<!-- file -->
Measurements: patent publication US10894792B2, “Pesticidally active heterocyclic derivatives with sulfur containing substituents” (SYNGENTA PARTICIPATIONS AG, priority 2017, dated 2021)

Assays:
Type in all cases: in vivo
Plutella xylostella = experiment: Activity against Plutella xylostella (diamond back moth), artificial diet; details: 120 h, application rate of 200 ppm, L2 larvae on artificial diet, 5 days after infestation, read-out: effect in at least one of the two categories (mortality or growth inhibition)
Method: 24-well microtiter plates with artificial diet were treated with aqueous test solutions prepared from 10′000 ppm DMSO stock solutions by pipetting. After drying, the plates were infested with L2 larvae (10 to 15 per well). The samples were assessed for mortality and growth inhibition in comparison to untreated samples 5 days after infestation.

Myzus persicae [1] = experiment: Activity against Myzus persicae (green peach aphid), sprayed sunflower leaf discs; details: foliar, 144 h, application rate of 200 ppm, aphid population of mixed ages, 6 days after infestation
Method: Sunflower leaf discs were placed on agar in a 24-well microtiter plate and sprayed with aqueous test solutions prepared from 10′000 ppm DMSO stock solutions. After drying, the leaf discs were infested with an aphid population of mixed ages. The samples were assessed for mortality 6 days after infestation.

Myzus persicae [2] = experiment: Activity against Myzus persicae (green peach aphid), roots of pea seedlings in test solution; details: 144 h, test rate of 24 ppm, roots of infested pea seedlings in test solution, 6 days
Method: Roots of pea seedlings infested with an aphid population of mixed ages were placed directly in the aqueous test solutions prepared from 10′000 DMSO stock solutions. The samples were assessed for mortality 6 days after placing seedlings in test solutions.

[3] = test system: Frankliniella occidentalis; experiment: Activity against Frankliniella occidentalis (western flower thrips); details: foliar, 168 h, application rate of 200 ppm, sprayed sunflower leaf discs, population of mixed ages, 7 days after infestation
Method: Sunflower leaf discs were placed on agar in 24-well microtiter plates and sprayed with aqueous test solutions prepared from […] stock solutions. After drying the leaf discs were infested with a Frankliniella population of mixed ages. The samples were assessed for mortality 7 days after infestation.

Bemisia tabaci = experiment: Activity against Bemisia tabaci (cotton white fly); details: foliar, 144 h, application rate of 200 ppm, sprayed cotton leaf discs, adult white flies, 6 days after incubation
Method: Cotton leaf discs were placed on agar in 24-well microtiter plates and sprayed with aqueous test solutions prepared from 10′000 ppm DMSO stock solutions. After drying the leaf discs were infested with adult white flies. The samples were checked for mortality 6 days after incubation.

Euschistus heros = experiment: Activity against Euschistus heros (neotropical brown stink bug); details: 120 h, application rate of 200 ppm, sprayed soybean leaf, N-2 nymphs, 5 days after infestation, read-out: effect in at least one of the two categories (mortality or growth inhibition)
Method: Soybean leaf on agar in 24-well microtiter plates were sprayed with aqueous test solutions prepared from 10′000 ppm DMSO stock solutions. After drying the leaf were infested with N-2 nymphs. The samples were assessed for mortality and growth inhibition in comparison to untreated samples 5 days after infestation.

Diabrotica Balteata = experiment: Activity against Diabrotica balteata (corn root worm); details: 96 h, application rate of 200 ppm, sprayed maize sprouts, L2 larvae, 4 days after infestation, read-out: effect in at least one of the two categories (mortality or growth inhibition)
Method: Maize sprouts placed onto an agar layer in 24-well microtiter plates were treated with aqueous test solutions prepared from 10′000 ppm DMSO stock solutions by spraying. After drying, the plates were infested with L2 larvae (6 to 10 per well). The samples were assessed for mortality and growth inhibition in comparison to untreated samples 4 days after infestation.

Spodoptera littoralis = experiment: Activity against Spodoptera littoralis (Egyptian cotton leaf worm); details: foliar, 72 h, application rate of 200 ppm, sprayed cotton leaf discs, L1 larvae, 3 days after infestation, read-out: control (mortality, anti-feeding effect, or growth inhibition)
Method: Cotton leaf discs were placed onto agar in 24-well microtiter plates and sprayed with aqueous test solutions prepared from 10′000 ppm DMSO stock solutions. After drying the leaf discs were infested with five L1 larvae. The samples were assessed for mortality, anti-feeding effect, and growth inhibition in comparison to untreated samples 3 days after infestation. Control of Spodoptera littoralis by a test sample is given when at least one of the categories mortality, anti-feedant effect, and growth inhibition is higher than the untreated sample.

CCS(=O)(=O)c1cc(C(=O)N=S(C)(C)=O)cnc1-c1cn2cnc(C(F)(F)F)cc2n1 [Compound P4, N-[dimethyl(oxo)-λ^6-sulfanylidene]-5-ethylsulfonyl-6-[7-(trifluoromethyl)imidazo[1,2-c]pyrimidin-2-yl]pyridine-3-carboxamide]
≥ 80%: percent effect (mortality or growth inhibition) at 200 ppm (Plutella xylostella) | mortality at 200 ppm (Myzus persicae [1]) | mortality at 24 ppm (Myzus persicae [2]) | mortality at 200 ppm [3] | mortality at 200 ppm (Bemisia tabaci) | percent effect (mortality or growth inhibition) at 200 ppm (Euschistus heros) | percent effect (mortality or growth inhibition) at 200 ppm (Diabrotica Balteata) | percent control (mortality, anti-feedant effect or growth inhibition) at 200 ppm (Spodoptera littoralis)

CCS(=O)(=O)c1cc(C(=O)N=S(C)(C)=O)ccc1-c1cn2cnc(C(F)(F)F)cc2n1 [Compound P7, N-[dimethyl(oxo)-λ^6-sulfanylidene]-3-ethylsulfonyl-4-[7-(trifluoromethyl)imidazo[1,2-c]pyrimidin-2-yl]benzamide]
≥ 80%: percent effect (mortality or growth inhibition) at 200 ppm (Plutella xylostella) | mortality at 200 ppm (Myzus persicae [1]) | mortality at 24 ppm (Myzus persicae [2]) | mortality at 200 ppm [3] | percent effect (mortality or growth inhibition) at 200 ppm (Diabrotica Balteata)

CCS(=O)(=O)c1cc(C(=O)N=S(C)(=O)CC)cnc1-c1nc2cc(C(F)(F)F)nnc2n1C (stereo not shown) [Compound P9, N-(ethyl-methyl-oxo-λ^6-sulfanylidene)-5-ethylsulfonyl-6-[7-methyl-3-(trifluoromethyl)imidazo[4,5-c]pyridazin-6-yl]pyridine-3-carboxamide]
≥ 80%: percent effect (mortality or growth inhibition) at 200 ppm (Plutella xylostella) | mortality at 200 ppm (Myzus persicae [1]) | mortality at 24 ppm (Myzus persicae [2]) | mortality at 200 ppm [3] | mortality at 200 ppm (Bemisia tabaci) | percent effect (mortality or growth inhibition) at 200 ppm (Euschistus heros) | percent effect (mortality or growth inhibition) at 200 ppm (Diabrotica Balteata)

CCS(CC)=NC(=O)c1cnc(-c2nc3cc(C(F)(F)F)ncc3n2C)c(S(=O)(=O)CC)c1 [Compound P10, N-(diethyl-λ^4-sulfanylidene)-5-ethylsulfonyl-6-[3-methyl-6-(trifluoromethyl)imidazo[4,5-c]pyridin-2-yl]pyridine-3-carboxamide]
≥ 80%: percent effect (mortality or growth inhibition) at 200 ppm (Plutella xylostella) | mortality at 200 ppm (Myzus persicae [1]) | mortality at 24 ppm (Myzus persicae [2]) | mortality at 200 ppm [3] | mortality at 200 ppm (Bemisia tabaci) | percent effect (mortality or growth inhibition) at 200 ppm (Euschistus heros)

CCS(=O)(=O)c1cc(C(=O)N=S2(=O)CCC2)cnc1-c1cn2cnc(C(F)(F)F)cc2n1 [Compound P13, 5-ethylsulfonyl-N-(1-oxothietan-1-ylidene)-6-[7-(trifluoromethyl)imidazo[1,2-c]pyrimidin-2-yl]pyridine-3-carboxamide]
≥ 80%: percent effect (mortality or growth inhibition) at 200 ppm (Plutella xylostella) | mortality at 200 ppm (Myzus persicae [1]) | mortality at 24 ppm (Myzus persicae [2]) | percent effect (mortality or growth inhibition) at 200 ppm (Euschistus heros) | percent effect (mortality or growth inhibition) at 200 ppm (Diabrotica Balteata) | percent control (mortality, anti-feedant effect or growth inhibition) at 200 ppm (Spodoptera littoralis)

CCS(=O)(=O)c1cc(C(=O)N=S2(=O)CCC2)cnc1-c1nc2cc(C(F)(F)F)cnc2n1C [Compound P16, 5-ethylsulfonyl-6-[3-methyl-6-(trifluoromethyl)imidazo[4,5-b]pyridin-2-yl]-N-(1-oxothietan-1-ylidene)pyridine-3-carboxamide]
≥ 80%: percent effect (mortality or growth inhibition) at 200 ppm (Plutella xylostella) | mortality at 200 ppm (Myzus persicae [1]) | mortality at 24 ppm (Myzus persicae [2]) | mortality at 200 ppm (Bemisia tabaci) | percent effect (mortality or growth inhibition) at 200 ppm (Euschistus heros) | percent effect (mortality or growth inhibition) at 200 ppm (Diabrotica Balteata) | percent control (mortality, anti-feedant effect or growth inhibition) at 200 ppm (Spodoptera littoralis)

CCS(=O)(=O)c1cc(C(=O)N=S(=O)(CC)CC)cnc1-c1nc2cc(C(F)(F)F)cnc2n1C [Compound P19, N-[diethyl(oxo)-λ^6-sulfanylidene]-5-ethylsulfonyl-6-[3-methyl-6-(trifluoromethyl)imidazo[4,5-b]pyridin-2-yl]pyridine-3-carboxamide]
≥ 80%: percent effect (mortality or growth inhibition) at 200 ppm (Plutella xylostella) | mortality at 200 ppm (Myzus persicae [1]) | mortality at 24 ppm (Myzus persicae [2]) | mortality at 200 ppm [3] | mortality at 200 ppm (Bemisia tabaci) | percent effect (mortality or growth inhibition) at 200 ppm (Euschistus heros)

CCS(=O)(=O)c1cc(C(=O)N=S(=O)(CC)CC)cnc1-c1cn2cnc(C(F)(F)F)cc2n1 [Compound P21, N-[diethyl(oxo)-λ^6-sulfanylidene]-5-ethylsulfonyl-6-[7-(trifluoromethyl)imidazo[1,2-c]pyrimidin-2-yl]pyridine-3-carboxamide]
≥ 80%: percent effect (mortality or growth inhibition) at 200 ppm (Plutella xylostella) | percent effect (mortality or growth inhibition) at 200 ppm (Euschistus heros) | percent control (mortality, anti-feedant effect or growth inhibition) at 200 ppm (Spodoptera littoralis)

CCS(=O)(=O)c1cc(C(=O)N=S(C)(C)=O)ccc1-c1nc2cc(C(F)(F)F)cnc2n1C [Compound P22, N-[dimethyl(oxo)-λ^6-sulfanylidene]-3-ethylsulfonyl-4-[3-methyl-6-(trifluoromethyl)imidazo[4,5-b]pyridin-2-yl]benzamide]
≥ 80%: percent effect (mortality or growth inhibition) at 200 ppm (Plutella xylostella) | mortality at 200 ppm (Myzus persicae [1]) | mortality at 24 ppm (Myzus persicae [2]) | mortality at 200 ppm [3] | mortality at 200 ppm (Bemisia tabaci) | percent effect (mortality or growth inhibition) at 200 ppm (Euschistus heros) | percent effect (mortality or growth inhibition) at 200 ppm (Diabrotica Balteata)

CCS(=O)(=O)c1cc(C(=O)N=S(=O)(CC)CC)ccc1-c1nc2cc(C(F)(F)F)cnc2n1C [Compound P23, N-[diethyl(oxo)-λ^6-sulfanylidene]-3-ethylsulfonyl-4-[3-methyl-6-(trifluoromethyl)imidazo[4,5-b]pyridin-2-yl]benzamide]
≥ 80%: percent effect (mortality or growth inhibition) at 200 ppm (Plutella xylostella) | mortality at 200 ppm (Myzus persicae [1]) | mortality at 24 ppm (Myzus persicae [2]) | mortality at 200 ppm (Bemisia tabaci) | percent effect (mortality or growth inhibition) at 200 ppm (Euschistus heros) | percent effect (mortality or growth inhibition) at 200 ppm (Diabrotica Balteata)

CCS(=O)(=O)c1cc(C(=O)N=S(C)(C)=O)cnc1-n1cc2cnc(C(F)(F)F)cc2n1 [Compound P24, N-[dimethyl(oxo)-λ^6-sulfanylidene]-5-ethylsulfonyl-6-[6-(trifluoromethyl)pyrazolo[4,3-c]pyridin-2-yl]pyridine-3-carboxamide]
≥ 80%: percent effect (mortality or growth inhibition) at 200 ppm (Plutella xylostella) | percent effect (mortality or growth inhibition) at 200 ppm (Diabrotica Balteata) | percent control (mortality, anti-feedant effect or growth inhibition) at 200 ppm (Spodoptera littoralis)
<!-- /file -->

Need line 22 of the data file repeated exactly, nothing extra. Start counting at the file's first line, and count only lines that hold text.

CCS(=O)(=O)c1cc(C(=O)N=S(C)(C)=O)ccc1-c1cn2cnc(C(F)(F)F)cc2n1 [Compound P7, N-[dimethyl(oxo)-λ^6-sulfanylidene]-3-ethylsulfonyl-4-[7-(trifluoromethyl)imidazo[1,2-c]pyrimidin-2-yl]benzamide]